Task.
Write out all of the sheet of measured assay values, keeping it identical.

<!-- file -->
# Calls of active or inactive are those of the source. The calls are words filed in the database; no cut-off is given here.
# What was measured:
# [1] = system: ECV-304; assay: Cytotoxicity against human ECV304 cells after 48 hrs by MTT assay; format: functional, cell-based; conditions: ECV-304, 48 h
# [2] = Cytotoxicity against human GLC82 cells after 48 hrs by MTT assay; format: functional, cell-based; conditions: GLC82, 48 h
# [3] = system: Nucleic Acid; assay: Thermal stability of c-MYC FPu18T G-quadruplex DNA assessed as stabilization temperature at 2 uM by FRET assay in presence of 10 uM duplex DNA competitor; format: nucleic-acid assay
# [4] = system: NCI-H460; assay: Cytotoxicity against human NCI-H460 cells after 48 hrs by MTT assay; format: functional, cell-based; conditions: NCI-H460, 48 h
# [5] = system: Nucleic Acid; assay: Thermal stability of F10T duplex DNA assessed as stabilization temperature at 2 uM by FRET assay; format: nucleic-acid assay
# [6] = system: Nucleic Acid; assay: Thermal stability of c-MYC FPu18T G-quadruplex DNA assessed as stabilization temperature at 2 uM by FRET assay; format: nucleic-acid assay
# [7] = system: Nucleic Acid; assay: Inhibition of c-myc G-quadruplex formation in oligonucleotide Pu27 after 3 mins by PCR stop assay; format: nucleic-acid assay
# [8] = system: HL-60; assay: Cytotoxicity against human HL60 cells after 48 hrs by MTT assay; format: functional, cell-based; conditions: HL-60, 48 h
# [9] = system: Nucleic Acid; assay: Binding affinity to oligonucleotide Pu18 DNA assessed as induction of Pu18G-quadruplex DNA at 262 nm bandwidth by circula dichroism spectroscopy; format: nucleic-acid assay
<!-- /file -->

# Calls of active or inactive are those of the source. The calls are words filed in the database; no cut-off is given here.
# What was measured:
# [1] = system: ECV-304; assay: Cytotoxicity against human ECV304 cells after 48 hrs by MTT assay; format: functional, cell-based; conditions: ECV-304, 48 h
# [2] = Cytotoxicity against human GLC82 cells after 48 hrs by MTT assay; format: functional, cell-based; conditions: GLC82, 48 h
# [3] = system: Nucleic Acid; assay: Thermal stability of c-MYC FPu18T G-quadruplex DNA assessed as stabilization temperature at 2 uM by FRET assay in presence of 10 uM duplex DNA competitor; format: nucleic-acid assay
# [4] = system: NCI-H460; assay: Cytotoxicity against human NCI-H460 cells after 48 hrs by MTT assay; format: functional, cell-based; conditions: NCI-H460, 48 h
# [5] = system: Nucleic Acid; assay: Thermal stability of F10T duplex DNA assessed as stabilization temperature at 2 uM by FRET assay; format: nucleic-acid assay
# [6] = system: Nucleic Acid; assay: Thermal stability of c-MYC FPu18T G-quadruplex DNA assessed as stabilization temperature at 2 uM by FRET assay; format: nucleic-acid assay
# [7] = system: Nucleic Acid; assay: Inhibition of c-myc G-quadruplex formation in oligonucleotide Pu27 after 3 mins by PCR stop assay; format: nucleic-acid assay
# [8] = system: HL-60; assay: Cytotoxicity against human HL60 cells after 48 hrs by MTT assay; format: functional, cell-based; conditions: HL-60, 48 h
# [9] = system: Nucleic Acid; assay: Binding affinity to oligonucleotide Pu18 DNA assessed as induction of Pu18G-quadruplex DNA at 262 nm bandwidth by circula dichroism spectroscopy; format: nucleic-acid assay